When buying a distressed property, it’s crucial to calculate the after-repair value (ARV). ARV estimates the property’s value post-renovation by comparing it to recently sold similar homes (comparables) in terms of size, bedrooms, bathrooms, age, build type, and condition. Adhering to the 70% rule is advisable—don’t invest more than 70% of the property’s ARV. For example, for a $300,000 ARV home, the purchase price should not exceed $210,000.



During the rehabilitation phase, prioritize safety and code compliance improvements. Subsequently, focus on upgrades that genuinely enhance property value, such as kitchen and bathroom renovations, enhancing curb appeal, and installing energy-efficient features. It’s essential to establish a realistic budget and timeline before commencing the project.



Before proceeding to the next step of refinancing, it’s crucial to secure tenants for your property, as lenders typically require occupancy before refinancing.

When selecting tenants, prioritize qualities like a history of timely payments, stable employment with consistent income, a positive credit report, absence of criminal or eviction records, and positive references. Gathering this information involves meeting potential tenants, having them complete applications, checking their credit reports, seeking references, and conducting background checks while ensuring compliance with housing laws.

Determining the rent should strike a balance between being fair to tenants and generating positive cash flow for you. Calculate this by deducting total homeownership expenses from the monthly rent. For instance, if the rent is $1,500, and the mortgage payment is $800, the monthly cash flow is $700, barring additional costs. Consider rental rate comparisons to set the right price.



In the BRRRR method, a cash-out refinance on your investment property enables you to acquire funds for purchasing another distressed property to renovate and rent out. To proceed, find a lender offering cash-out refinancing and meet their loan requirements.

While specific lender criteria may apply, you generally need to meet minimum credit score (typically around 620), maximum debt-to-income ratio (usually around 50% or less), and have equity in the property. Some lenders may also require a minimum ownership duration before approving a cash-out refinance. Prepare for an appraisal and potential additional expenses, such as closing costs.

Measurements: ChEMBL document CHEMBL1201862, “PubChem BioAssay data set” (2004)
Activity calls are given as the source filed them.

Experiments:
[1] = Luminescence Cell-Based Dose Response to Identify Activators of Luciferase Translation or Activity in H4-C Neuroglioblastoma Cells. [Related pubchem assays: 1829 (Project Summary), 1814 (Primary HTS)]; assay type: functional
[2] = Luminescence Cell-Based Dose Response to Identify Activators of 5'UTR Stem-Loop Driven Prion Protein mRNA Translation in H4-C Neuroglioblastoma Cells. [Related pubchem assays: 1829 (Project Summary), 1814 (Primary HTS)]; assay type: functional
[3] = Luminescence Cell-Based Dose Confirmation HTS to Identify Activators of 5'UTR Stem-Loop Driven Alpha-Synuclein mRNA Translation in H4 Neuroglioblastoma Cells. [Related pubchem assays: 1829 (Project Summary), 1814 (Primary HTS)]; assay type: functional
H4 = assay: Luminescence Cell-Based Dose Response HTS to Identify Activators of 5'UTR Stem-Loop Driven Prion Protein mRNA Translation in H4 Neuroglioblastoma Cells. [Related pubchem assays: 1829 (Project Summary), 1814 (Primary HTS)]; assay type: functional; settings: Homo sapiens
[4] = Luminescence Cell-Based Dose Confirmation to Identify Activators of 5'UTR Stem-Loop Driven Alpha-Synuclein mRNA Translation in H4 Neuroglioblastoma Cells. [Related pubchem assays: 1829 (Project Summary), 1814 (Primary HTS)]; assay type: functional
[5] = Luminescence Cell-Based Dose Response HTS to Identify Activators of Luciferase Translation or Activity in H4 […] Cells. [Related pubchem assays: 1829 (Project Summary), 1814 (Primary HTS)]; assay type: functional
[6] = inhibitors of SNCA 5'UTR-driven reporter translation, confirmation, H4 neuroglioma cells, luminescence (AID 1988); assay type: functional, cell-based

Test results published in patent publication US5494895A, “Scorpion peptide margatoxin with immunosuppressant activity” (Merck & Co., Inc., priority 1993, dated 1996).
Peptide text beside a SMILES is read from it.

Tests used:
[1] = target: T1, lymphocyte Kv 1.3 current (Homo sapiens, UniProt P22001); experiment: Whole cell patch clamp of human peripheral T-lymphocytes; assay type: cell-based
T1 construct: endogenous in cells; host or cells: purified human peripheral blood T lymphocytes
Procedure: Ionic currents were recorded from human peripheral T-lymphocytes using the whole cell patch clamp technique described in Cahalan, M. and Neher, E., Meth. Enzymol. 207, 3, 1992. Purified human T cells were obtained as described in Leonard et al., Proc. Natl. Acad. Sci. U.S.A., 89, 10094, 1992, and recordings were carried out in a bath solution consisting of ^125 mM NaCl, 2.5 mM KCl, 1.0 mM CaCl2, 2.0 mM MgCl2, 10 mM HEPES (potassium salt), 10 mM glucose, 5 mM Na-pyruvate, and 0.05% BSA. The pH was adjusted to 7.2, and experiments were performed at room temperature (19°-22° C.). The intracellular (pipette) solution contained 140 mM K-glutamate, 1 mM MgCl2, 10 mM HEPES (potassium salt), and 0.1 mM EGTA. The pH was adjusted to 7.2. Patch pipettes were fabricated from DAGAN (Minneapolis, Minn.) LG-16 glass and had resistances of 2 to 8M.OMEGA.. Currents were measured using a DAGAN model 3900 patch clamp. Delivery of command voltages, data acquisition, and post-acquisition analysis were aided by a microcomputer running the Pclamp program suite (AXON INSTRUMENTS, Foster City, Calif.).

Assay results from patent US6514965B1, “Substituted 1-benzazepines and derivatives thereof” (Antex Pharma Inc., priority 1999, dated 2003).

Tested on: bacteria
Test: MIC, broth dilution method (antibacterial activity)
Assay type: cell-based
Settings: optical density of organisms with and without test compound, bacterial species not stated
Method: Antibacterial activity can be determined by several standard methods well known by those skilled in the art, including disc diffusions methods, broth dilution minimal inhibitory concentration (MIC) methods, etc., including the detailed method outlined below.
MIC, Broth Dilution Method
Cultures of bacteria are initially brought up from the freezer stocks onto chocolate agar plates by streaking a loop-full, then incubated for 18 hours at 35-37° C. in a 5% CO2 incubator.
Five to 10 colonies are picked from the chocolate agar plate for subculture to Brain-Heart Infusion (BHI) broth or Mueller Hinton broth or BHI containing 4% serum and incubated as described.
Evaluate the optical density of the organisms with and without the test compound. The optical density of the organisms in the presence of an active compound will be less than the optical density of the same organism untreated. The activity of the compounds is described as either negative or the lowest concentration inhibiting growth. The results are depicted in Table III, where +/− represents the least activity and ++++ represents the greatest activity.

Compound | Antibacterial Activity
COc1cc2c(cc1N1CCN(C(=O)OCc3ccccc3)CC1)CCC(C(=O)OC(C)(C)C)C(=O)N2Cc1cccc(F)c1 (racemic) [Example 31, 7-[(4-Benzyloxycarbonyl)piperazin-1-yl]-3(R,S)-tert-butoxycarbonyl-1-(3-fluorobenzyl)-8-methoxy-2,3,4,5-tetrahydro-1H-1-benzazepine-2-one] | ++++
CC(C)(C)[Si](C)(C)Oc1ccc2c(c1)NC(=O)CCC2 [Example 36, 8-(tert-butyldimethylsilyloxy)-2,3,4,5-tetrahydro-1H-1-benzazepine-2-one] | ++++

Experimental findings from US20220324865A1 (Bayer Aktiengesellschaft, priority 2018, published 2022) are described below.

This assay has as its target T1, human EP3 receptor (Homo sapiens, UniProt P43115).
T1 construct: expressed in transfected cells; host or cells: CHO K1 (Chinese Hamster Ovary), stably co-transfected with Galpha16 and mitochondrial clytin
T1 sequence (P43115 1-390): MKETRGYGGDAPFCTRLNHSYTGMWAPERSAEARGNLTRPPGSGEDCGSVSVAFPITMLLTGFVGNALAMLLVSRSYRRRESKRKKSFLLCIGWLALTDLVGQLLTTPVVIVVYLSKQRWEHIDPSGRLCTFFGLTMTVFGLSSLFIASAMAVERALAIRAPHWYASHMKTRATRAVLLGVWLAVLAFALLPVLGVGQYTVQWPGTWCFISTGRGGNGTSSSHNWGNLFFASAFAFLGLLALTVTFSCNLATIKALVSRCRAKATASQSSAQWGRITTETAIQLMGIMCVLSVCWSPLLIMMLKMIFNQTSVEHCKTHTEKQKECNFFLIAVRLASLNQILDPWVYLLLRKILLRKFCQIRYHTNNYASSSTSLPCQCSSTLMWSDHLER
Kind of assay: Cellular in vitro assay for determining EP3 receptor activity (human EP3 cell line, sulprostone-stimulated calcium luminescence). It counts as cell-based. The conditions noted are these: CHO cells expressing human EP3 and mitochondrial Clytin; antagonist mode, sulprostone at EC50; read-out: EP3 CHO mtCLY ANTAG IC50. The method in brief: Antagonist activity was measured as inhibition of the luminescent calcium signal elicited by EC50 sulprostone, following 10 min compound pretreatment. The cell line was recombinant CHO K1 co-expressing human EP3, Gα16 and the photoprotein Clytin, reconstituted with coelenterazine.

The final phase of the BRRRR Method involves repeating the previous steps in the same sequence. To maintain efficiency, document your experiences and learn from any past mistakes if you intend to continue applying this strategy.


What deposit do I need using the BRRR strategy?

If you’re not buying with cash and require financing, consider bridging finance. This short-term solution often demands a 30-35% deposit. You should also have funds for property renovations. In certain cases, the lender might cover up to 100% of the refurbishment costs.


Can First Time Buyers use the BRRR strategy?

Yes, it’s possible, but trust and experience in your team are crucial. Do you have a reliable builder? How will you oversee the project? Have you selected the right tradespeople? Is your property research thorough, and are refurbishment cost estimates accurate? Confirm rental income and demand in the area by consulting estate agents. Thorough research is key to project success.


Is buy refurbish refinance (BRR) a risky strategy?

Every investment involves risk, so thorough due diligence is crucial. Assess the property carefully, and budget for potential refurbishment surprises. For beginners, consider a 20% contingency fund to account for unforeseen circumstances. An RICS property survey is advisable to identify major issues. These steps minimize risks in a BRR project.


The BRRRR Formula & How To Use It

How do you calculate BRRRR? Real estate investors should target an all-in cost, which covers the purchase price, repair costs, closing costs, and carrying costs, equal to or less than 75% of the After Repair Value (ARV) of the property. To simplify this analysis, you can use the BRRRR formula:


Maximum Purchase Price = (ARV x 75%) – Repair Cost

For example, if the projected ARV of a property is $100,000, your total investment should stay within $75,000.

It’s crucial for your deal to meet this criterion. Subsequently, you must assess it as a rental property. Using the projected ARV as the new purchase price, crunch the numbers to ensure the expected rental income can cover all your projected expenses, ensuring the property’s long-term sustainability.

When purchasing a distressed property, it’s essential to accurately calculate the ARV, which estimates the property’s value after renovations. To determine a reliable ARV, compare the property to recently sold similar ones in the area, considering factors like size, age, condition, and room count. This prevents overinvestment.


What Is The 70% Rule For BRRRR?

A commonly-used guideline in real estate is the 70% rule, suggesting you should not invest more than 70% of the property’s ARV. For instance, if a home’s ARV is $300,000, you should aim not to pay more than $210,000.

The “Buy” phase demands careful financial planning and an objective approach. It’s crucial to view this property as an investment and base decisions on solid financial reasoning rather than emotional attachments. With these considerations, you’ll be better prepared to pursue profitable real estate investing.

In the following sections, we will delve into the subsequent stages of the BRRRR method, starting with “Rehab,” to provide an in-depth understanding of how each step contributes to this potent investment strategy.